A rather impressionistic drawing, perhaps in charcoal, with a somewhat Eiffelish tower to the left. Definitely rain, likely Paris.

Between v3 and v4, we had this engine, lyrically named “test” (I used the additional “creative” flag, because why wouldn’t one?); one is getting a bit more photographic here:

A slightly less vague still image of Paris in the rain, black and white, umbrellas, and so on.

and here is the “testp” variant of “test”; the “p” is supposed to be for “photographic”; I used the “creative” flag here also. It’s not notably more photographic than “test” in this case; maybe it’s the rain:

Another rainy city street, monochrome, a few cars, shiny impressionistic pavement, townhouses.

Now brace yourself a bit :) because here is the first version of v4 (technically in terms of the current switches it’s “v 4” and “style 4a”):

A soft-edge realistic painting of a Paris street in the rain, in muted but glowing colors. A few people walking in the distance are vague but convincing shapes. The Eiffel Tower is visible in the distance.

Yeah, that’s quite a difference. We have colors, we have lanterns casting light, we have very definite chairs and awnings and things. But now, the current v4 (“style 4b” which is I think currently the v4 default):

A rather realistic painting of vintage Paris in the rain; a couple of old-style cards on the street, their headlights and the lights of the shops reflecting in the wet pavement. Shopfronts and awnings, people in identifiable clothing. There are words on a couple of the shopfronts, but they are unintelligible: something like PHASESILN for instance.

Yeah, that’s gotten rather realistic, hasn’t it? It’s even trying to spell out the signs on shopfronts, even if it hasn’t really mastered language. But those cars are extremely car-like and detailed compared to anything earlier.

Can this currently-fanciest engine give us something a bit more like the atmosphere of the older ones, if we want that? Basically yes, if we ask for it. Here is the latest v4 again, with “impressionistic” added to the prompt:

Yet another wet rainy city street scene, again in full convincing muted color, but more impressionistic than the last. Again we have people (and hats) and umbrellas and shopfronts, but no attempt at individual letters on signs.

I rather like that! And “monochrome” would make it monochrome, and so on.

It’s perhaps interesting that the more recent engines were less insistent that pictures of Paris include the Eiffel Tower. Possibly just the random number generator, given how tiny our sample is here, but possibly significant in some way.

So there we are, nine probably rather enormous pictures of Hemingway’s Paris in the rain, as conceived by various stages of development of the Midjourney AI, and with only very minimal human fiddling around (picking the prompt and the one to feature from each set of four, having the idea to compare the versions in the first place, and like that) by me.

Comments welcome as always, or just enjoy the bits. :)

2022/12/04

Omelas, Pascal, Roko, and Long-termism

In which we think about some thought experiments. It might get long.

Omelas

Ursula K. LeGuin’s “The Ones Who Walk Away From Omelas” is a deservedly famous very short story. You should read it before you continue here, if you haven’t lately; it’s all over the Internet.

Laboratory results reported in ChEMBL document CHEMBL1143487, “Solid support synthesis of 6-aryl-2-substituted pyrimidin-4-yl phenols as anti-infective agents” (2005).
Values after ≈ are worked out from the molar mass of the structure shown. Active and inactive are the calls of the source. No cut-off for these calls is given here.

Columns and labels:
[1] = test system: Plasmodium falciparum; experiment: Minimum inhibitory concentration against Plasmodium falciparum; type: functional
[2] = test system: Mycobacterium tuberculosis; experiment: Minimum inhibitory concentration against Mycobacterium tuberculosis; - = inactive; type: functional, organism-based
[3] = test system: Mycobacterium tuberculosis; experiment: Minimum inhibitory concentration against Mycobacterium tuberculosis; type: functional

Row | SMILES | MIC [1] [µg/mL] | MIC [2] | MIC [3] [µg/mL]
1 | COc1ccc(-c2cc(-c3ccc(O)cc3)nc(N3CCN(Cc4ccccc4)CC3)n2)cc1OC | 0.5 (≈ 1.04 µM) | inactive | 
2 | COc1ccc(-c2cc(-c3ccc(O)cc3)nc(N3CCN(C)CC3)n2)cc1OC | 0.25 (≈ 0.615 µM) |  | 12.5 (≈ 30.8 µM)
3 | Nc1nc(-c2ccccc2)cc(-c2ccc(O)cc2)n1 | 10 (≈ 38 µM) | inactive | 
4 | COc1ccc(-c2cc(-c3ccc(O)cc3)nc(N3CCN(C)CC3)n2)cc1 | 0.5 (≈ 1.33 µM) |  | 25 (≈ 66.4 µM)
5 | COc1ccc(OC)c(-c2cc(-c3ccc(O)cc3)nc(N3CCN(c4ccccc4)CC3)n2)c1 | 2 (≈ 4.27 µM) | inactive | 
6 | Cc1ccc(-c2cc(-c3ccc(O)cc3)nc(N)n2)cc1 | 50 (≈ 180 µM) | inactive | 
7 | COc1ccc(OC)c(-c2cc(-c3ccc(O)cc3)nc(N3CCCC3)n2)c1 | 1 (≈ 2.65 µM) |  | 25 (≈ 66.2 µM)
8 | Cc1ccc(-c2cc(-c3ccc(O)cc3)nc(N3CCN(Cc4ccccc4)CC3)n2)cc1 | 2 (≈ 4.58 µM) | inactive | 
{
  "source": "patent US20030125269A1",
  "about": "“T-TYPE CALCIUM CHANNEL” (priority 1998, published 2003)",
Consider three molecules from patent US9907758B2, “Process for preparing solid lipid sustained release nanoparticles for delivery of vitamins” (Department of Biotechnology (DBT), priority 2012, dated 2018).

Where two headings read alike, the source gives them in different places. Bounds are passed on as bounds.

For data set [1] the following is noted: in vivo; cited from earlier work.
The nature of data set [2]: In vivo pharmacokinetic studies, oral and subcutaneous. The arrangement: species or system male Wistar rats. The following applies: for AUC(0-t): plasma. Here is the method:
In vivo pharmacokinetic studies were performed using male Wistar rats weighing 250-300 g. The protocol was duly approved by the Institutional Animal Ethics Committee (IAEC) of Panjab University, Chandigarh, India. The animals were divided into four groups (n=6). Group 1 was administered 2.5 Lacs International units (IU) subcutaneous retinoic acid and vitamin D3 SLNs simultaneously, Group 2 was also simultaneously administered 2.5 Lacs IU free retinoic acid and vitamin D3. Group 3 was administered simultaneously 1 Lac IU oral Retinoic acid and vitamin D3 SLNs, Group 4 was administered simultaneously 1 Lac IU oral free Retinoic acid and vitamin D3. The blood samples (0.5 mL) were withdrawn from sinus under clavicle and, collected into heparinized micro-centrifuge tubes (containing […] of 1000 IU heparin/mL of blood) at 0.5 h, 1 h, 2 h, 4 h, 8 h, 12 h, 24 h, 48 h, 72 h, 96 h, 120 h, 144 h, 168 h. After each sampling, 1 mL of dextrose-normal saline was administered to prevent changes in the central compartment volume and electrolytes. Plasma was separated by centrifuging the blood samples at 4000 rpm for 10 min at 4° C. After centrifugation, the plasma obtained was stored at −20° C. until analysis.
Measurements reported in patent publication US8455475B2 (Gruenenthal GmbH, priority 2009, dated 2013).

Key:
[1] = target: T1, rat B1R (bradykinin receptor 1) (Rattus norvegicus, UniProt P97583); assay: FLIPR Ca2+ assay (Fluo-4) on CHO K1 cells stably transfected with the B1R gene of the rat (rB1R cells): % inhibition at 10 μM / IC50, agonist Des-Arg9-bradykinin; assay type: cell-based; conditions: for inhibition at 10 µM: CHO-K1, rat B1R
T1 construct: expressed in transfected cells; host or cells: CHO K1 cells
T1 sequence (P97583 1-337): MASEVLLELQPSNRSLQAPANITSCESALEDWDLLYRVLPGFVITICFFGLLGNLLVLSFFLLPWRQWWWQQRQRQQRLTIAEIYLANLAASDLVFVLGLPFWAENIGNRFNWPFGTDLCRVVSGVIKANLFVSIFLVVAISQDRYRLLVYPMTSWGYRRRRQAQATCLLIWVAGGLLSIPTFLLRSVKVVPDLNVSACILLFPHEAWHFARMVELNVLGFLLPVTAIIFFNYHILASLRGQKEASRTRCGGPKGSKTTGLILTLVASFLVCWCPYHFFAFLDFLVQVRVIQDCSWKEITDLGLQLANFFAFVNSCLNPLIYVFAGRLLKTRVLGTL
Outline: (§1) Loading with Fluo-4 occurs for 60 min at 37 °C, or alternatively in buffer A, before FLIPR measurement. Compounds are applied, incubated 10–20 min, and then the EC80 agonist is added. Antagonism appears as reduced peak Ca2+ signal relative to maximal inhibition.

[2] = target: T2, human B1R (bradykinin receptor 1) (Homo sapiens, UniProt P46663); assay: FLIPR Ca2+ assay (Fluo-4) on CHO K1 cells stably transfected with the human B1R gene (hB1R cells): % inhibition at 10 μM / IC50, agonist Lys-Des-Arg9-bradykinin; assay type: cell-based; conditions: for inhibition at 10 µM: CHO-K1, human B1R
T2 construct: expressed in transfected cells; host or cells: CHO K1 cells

The story first describes a beautiful Utopian city, during its Festival of Summer. After two and a half pages describing what a wise and kind and happy place Omelas is, the nameless narrator reveals one particular additional thing about it: in some miserable basement somewhere in the city, one miserable child is kept in a tiny windowless room, fed just enough to stay starvingly alive, and kicked now and then to make sure they stay miserable.

All of the city’s joy and happiness and prosperity depends, in a way not particularly described, on the misery of this one child. And everyone over twelve years old in the city knows all about it.

On the fifth and last page, we are told that, now and then, a citizen of Omelas will become quiet, and walk away, leaving the city behind forever.

This is a metaphor (ya think?) applicable whenever we notice that the society (or anything else) that we enjoy, is possible only because of the undeserved suffering and oppression of others. It suggests both that we notice this, and that there are alternatives to just accepting it. We can, at least, walk away.

But are those the only choices?

I came across this rather excellent “meme” image on the Fedithing the other day. I can’t find it again now, but it was framed as a political-position chart based on reactions to Omelas, with (something like) leftists at the top, and (something like) fascists at the bottom. “Walk away” was near the top, and things like “The child must have done something to deserve it” nearer the bottom. (Pretty fair, I thought, which is why I’m a Leftist.)

It’s important, though, that “Walk away” wasn’t at the very top. As I recall, the things above it included “start a political movement to free the child”, “organize an armed strike force to free the child”, and “burn the fucking place to the ground” (presumably freeing the child in the process), that latter being at the very top.

But, we might say, continuing the story, Omelas (which is an acronym of “Me also”, although I know of no evidence that Le Guin did that on purpose) has excellent security and fire-fighting facilities, and all of the top three things will require hanging around in Omelas for a greater or lesser period, gathering resources and allies and information and suchlike.

And then one gets to, “Of course, I’m helping the child! We need Councilman Springer’s support for our political / strike force / arson efforts, and the best way to get it is to attend the lovely gala he’s sponsoring tonight! Which cravat do you think suits me more?” and here we are in this quotidian mess.

Pascal